1964/2015 Harmony-made Silvertone Hollowbody Electric Guitar

When you think of hollowbody electric guitars you mostly think about f-hole archtop guitars with a pickup added at the neck, right? Well -- here's the flattop equivalent! This came to me as a crack-free but beaten-up old all-solid birch Silvertone tailpiece acoustic (minus its tailpiece and toting dead tuners). I did the necessary repairs -- neck reset, fret level/dress, seam repairs (the braces were good to go) -- and then converted it into a hollowbody electric with the addition of a half-Tele-style bridge, new Kluson-style repro tuners, and a set of pickups. How about that? This is the kind of goofing around I do for off-hours fun.

It plays and sounds a lot like an archtop electric of the same general makeup but has a definite "difference" in the way it responds. Not surprisingly -- it responds a bit more like a flattop in the overtone sequences and has a feel more like a "Tele" on the left hand, though the "top mount" string tensioning and shorter 25 1/8" scale length means it's not as stiff as a Tele. It's a wonderfully interesting instrument to play and fills a niche for sure.

This guitar never had a glued-on bridge so it was perfect for bolt-mounting a Tele-style bridge. The four bolts travel through an oversize bridge plate (originaly equipment) and have good-sized washers to hold it nice and tight.

This guitar has an all-solid birch body (no cracks) with a poplar neck and dyed-maple fretboard. Typical Harmony from the time! The "binding" is all sprayed-on but the "cherry sunburst" is very cool, no?

Original plastic nut... and I've also left out ferrules for the tuners just like this guitar originally had.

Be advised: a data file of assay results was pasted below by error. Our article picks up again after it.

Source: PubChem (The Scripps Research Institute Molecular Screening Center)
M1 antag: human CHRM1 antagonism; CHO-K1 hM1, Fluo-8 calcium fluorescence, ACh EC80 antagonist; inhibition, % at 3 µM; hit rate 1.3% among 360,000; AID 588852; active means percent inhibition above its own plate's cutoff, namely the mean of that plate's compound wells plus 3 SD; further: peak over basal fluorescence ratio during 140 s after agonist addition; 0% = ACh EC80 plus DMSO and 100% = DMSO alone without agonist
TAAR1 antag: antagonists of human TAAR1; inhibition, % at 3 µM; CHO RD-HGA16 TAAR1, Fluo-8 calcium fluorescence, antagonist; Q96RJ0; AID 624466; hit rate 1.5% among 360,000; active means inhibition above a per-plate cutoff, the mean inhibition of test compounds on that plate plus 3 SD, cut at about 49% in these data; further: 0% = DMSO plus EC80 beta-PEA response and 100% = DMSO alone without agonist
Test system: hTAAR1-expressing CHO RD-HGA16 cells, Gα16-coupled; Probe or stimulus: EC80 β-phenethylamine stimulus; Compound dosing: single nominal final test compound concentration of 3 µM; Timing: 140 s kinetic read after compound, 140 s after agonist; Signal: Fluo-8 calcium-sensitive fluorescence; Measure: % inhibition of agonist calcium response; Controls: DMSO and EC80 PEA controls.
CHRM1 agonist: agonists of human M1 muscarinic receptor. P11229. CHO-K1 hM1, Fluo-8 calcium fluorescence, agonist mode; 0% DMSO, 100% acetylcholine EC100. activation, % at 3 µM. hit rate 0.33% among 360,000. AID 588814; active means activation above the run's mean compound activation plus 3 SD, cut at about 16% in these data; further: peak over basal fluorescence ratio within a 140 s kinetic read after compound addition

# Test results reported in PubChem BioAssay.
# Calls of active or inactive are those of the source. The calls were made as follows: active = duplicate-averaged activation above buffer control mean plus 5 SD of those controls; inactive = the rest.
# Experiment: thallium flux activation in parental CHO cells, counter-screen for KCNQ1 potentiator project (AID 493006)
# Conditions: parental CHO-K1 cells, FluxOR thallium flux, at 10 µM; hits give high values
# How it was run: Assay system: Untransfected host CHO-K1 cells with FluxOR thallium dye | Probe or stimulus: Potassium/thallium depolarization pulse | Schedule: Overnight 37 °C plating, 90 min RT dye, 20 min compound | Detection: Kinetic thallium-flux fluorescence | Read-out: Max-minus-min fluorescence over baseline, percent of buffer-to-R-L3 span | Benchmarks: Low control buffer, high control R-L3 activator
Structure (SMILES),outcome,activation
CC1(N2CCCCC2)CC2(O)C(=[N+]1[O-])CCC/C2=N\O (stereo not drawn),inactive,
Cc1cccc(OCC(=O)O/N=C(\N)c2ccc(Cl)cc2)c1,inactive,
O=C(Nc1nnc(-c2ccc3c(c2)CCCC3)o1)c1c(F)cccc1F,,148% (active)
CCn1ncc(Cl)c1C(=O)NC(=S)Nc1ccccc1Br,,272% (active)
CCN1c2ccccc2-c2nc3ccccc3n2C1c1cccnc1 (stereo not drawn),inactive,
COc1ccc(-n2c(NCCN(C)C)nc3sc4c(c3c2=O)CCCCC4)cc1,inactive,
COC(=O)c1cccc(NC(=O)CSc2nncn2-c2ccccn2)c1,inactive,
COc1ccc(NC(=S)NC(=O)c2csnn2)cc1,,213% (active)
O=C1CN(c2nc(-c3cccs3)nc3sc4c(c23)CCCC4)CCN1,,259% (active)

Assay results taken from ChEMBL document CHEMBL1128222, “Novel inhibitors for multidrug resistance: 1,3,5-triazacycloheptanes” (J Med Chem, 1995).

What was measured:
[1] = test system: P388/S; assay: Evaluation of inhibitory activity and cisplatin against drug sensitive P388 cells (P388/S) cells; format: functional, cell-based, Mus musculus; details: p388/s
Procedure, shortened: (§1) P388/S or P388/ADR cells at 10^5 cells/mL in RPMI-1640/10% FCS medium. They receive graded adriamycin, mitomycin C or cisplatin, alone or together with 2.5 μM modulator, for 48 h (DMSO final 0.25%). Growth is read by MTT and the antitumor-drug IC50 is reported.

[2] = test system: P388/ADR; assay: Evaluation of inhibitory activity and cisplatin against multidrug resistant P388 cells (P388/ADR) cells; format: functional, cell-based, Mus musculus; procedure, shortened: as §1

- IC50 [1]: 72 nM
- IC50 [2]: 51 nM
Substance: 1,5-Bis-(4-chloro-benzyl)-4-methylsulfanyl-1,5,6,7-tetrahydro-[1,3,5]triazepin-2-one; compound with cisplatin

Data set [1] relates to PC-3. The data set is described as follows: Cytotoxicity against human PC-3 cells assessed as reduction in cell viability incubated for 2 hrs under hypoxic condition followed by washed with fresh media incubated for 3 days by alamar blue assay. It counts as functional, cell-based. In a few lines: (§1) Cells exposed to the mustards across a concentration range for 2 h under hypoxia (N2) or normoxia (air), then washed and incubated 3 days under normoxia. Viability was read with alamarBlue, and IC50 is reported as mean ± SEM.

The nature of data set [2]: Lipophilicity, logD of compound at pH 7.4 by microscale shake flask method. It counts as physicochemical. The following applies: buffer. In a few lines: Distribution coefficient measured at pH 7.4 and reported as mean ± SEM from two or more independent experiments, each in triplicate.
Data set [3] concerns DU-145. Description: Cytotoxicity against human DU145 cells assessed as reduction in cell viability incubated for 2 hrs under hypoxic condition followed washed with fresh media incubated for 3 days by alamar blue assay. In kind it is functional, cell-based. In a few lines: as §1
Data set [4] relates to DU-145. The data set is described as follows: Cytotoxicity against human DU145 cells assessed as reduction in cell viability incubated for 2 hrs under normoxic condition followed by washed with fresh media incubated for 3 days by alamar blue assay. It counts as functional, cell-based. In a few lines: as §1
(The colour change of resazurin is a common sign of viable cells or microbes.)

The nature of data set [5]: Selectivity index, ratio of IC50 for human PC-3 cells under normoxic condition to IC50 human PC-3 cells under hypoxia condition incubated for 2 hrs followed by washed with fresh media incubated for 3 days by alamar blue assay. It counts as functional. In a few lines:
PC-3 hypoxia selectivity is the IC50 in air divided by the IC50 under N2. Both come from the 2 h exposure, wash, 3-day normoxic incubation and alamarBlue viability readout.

This has a 1 11/16" nut width but a fairly hefty C-shaped neck profile. the board is flat and has brass frets and stenciled fret markers.

The only "control" is a 3-way switch (heavy duty). The neck pickup is a Danelectro-style lipstick pickup (GFS-sourced, 6k output) which gives a nice "vintage acoustic soundhole pickup" sound when strummed but sounds decidedly lovely for slide and fingerpicking work, too. If you "chop chord" it you can get a faithful single-coil jazz tone, too.

When set in the middle there's a delicious mids-rich jazz/hollowbody tonality going on because...

...the "bridge" or "center" pickup is an Epi (modern) mini-humbucker. The poles don't quite match the string spacing but I've finagled it to have even response. I have it set so that you get a gain boost in the "bridge" position for snarly lead work.

The bridge itself is a Wilkinson brass-saddle (intonated) half-Tele unit. I love these things. Strings are 46w-10 balanced D'Addario strings (EXL110BT set) and I think that tension will keep this nice and stable for the long-run.

Note also filled tiny holes on the top from a screw-mounted original pickguard (now gone). The "light color" next to the "ashtray" is just a reflection and, yes, this is all mounted on-center.

The body is a full 000-size unit.

These Korean-made Kluson-style repros are my favorite "standard issue" tuner. They... work!

I added a strap button at the heel.

Don't ya love that? Well, I do...

1 comment:

Franky Znauder said...

Amazing Work! Congrats to this beautiful guitar!
I have searched the internet for hours for articles/posts about mounting regular pickups right on the flat top of a acoustic guitar. I think you are the only one doing this, mo one else tried this out i guess...
I have a question: Did you ever try this with a parlor?
Because I have an old Framus 5/1 which i want to electrify. These guitars have a lot of space between soundhole and saddle, so might be enough room, but i think the sound may be not the best...
Greets Frank